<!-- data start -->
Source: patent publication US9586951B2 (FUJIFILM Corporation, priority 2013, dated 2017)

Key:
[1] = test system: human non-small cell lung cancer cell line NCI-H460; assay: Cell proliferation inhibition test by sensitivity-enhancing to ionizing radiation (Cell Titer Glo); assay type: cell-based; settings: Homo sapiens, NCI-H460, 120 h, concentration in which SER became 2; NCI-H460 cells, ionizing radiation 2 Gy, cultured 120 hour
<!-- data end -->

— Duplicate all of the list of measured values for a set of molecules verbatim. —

Source: patent publication US9586951B2 (FUJIFILM Corporation, priority 2013, dated 2017)

Key:
[1] = test system: human non-small cell lung cancer cell line NCI-H460; assay: Cell proliferation inhibition test by sensitivity-enhancing to ionizing radiation (Cell Titer Glo); assay type: cell-based; settings: Homo sapiens, NCI-H460, 120 h, concentration in which SER became 2; NCI-H460 cells, ionizing radiation 2 Gy, cultured 120 hour